Wirth argued that Senate Bill 8 would provide what he called consistent, New Mexico-focused environmental oversight.
A proposal to reduce New Mexico’s carbon footprint by going after greenhouse gas emissions from the transportation sector fueled a spirited debate Thursday in the state Senate. At issue is whether Senate Bill 11, which would create a statewide clean fuel standard, would lead to higher prices at the gas pump for consumers, who lately have been experiencing sticker shock when they pull up to the pump. The measure, sponsored by Sen. Mimi Stewart, D-Albuquerque, who disputed the notion that gas prices would shoot up, ultimately cleared the chamber on a party-line 25-14 vote — but only after a two-hour discussion that left some lawmakers wondering whether a push to protect the environment would cost consumers. “My biggest concern is what we’re going to do to gas prices in the state of New Mexico,” said Sen. Gay Kernan, R-Hobbs. “It will take a little while, but we’re going to get to a point where the people that it’s going to impact the most are low-income people.”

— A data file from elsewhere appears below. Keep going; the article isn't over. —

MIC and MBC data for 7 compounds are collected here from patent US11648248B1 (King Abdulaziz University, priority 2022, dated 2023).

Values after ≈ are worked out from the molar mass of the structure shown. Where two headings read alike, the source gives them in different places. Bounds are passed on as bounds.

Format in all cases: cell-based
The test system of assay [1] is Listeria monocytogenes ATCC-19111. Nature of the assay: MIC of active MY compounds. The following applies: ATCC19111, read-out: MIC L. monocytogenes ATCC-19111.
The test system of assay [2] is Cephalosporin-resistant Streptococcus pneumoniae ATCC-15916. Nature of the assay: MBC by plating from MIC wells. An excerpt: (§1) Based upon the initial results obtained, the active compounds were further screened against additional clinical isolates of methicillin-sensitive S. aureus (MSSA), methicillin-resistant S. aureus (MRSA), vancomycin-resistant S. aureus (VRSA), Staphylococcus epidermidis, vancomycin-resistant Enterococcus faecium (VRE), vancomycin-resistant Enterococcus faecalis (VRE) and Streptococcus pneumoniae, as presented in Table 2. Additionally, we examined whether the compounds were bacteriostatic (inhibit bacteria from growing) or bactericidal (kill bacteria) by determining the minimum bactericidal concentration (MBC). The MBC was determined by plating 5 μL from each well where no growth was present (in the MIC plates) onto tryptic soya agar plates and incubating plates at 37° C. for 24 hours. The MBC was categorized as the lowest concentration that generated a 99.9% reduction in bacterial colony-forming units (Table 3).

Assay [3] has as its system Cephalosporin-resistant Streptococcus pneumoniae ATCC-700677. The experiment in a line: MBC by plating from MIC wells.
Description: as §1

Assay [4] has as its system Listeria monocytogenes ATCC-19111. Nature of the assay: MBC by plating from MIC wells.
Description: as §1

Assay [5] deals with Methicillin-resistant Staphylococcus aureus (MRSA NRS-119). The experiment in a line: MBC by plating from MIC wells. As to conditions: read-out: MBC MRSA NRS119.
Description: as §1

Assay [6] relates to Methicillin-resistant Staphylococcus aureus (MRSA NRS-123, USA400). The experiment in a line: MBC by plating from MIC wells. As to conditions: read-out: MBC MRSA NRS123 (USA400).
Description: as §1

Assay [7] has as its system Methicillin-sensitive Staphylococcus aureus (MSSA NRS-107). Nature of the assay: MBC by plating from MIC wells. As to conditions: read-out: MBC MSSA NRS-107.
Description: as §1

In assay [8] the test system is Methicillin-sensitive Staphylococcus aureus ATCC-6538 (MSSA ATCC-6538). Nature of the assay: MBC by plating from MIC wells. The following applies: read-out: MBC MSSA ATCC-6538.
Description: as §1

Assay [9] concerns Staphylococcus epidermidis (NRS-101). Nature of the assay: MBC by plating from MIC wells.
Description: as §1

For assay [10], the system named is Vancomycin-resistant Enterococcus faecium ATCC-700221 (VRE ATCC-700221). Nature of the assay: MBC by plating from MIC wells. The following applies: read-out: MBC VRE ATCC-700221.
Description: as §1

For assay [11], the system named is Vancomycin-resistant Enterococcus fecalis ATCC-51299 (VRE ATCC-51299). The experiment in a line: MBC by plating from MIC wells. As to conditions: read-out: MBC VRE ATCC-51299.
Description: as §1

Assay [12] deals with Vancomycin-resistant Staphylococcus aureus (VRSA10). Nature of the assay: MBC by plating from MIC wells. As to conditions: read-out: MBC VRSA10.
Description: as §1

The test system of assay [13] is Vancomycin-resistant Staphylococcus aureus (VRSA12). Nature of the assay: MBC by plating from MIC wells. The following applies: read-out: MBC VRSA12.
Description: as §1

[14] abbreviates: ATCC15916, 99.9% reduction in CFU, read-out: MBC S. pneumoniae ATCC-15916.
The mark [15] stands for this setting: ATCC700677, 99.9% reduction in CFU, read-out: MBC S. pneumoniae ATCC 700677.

Legislation aimed to rein in what critics call predatory lending passed the state Senate after a tense two-hour debate Monday that sparked accusations of untruths and assertions the bill’s sponsors are oblivious to the tough realities confronted by people who live paycheck to paycheck. Opponents contended Senate Bill 66, which would cut the maximum interest rate on small loans to 36 percent from 175 percent, would do more harm than good for struggling New Mexicans by causing high-risk lenders to shut down. The measure passed on a 25-14 vote and will be considered next by the state House of Representatives. Expect plenty of dissension and disagreement if Tuesday’s Senate floor session is any indication of what lies ahead. One of the bill’s sponsors, Sen. William Soules, D-Las Cruces, said about a third of the people who called him about the legislation were angry it would cap the interest at so high a rate.